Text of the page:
I know myself. I love sweet treats. If someone told me to be healthy, I couldn’t have another sweet treat, I’d probably say I couldn’t do this then. I love pizza. I love cheesy-fry goodness BUT, since I love walking 2 miles without getting winded more, I watch the portions. I balance out those things I love with things that will keep me moving forward.
To do this, you also have to be brutally honest. Yesterday, there was a Teacher Event at Walmart where there was cake and ice cream. Yes, I ate the cake and ice cream and my first thought was, “I won’t log this. This isn’t a big piece of cake and that is just a little dab of ice cream.” False! Log everything! I did log both the cake and the ice cream but I had to guess on proportions which is not ideal.
Sidebar: if you’re really interested in logging your food and tracking your calories, you must invest in a food scale. Seriously.
When you are looking to make a change, you have to think: Can I do this for the rest of my life? Since I know I love sweet treats, I have to balance that and incorporate it into my plan to lose and then maintain my weight. That may be budgeting my calories so that I can eat the sweet treat without going over my daily calories. If I do go over one day, that may mean eating less the next so the week is still at a deficit. That may mean taking a maintenance break during celebratory times. If I just deprived myself of sweet treats, not only would I resent the journey but there would be more of a potential to binge and then feel like a failure.
I will admit, I have felt like a failure the past couple weeks. I haven’t lost anything since the first of July. I take that back, I’ve lost three pounds but it was three pounds I gained…and then lost…and then gained again…and then lost again. It has been very frustrating. I’ve maintained a caloric deficit, I’ve worked out six out of seven days a week but I’ve been stuck. What really stinks is being SO CLOSE to my initial goal and yet struggling so far to pass that marker. (It’s not a finish line because a lifestyle change means this is forever. There is no going back).
After feeling like a failure most of the week, I woke up this morning, opened Facebook, and saw a notification for a photo posted of me a year ago today. It was taken at the Frida Fest where my friend Nanette was selling her photography book I had formatted and created the title design for. There aren’t many full body photos of me from before so it was jarring at first to see myself. Then I compared.
I’d felt like a failure for two weeks because I had been losing and gaining and losing the same three pounds over and over again. What I neglected to realize is that I kept off the 78 pounds! Yes, it is frustrating to work toward a goal and seemingly make no headway but the proof is in the pictures. We as humans are so quick to point out the mistakes that we have to see past those mistakes or failures to see what has gone right. Please help me remember this when my mindset decides to revert back to the I-can’t-I’m-a-failure realm.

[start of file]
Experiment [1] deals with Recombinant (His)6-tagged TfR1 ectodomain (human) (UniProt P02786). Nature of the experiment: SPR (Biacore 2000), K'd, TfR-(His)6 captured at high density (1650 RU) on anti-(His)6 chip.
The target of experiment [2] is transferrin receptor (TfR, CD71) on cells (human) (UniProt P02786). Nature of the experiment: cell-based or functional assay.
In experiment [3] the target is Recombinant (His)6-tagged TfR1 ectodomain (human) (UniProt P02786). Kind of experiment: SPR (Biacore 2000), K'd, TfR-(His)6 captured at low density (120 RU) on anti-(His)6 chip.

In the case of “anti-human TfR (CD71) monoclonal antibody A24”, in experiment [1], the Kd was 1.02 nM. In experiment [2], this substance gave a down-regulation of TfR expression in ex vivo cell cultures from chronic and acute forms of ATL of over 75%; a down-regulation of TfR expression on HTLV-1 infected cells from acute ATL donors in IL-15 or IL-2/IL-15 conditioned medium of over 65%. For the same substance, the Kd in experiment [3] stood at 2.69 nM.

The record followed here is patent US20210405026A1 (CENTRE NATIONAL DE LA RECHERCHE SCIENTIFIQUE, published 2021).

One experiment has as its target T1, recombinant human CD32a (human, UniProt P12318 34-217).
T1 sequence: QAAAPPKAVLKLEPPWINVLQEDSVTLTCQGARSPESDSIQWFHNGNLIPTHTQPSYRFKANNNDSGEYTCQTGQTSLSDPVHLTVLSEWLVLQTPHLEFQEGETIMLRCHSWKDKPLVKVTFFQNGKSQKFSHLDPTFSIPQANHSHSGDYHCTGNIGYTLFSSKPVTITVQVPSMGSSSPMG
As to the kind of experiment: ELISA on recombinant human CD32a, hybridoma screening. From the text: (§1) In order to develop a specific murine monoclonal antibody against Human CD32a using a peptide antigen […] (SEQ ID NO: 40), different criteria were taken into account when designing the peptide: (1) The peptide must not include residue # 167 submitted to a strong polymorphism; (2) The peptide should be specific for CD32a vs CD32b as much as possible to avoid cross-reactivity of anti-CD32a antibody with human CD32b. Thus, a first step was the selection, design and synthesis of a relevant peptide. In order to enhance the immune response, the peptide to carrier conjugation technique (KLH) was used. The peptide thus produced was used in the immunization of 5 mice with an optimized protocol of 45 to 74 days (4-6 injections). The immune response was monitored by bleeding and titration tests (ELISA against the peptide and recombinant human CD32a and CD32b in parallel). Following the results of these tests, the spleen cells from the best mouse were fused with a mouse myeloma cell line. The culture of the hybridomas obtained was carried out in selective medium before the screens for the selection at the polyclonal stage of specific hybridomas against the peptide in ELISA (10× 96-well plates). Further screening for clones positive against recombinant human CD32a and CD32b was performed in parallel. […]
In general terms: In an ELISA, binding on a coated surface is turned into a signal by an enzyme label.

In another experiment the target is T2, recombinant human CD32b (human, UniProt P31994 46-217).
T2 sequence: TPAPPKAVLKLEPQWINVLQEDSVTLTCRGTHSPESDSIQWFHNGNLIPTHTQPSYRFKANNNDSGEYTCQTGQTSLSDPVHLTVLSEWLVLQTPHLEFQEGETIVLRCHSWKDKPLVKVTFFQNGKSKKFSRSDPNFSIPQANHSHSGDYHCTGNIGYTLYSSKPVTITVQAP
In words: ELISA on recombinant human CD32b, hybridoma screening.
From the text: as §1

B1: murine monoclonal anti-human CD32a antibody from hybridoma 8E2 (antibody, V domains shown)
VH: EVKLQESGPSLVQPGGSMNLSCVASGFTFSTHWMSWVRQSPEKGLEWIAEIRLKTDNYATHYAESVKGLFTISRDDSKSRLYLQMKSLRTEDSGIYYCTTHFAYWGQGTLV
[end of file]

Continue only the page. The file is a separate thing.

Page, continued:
I’ve mentioned a change in my confidence as I’ve lost the weight. I wear more dresses. I wear less baggy clothes in general. Even though I acknowledge that those changes have occurred, I’m still the same person. I bring this up because I’ve been asked and even my friends have been asked if I’m going to start dating now that I’ve lost the weight. Wait, what? The reason I didn’t date was all because of my weight? It didn’t have anything to do with having limited social circle, anxiety, introversion, and dating just not being a priority? Wow! Wait…how come I know plenty of overweight people who date, get married, are happy in wedded bliss, etc? Did their weight not effect their dating prospects/potential too? Do you see where I’m going? The reason I really don’t date has much more to do with my mind, my expectations in a prospective mate, and my social anxiety/awkwardness than it does my body. I acknowledge that that is quite a statement and there are many things I need to work on but I feel it is offensive to assume that my looks have been the reason I’m single.
That being said, one of the things I need to work on is this feeling that I’m really a fraud. Who am I to spouting out weight-loss advice like I’m some expert? I feel like I’m going to open my eyes and realize that my friends and family have all just been playing along and this hasn’t really been happening. Does everyone just smile and nod their heads so they don’t hurt my feelings knowing that there is no way I’ve lost all this weight? Do people assume I’m lying? Can you really tell a difference or is it all in my head? My mind understands the number on the scale went down and I’m wearing smaller clothes but yet I’m still that girl.
When I talk about going to the gym, is this really me or am I just a really good faker? When I talk about a caloric deficit, is this really me or am I just a really good faker? Is this lifestyle change possible or am I just faking it until I get tired and revert back to my old ways?
As a side note: the fraud feeling seeps into pretty much every aspect of my life. Am a great teacher or just really good faker? Am I good musician or just a really good faker?
I do realize that this is all my brain but it amazes me how something that is seemingly so physical (dieting, exercise, etc.) has such an extensive mental component. Maybe others have these thoughts too? I’m just the only crazy pants sharing them with the world.
Thank you for being my counseling session.